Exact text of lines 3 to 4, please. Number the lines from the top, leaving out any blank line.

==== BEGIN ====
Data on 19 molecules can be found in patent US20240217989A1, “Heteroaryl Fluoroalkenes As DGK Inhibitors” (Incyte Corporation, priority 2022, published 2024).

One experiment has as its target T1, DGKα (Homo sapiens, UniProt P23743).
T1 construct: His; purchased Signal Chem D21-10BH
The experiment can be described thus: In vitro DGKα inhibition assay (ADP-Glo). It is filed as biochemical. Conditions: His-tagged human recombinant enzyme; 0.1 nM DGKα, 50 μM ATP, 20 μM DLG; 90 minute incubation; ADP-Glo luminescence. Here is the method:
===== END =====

T1 construct: His; purchased Signal Chem D21-10BH
The experiment can be described thus: In vitro DGKα inhibition assay (ADP-Glo). It is filed as biochemical. Conditions: His-tagged human recombinant enzyme; 0.1 nM DGKα, 50 μM ATP, 20 μM DLG; 90 minute incubation; ADP-Glo luminescence. Here is the method: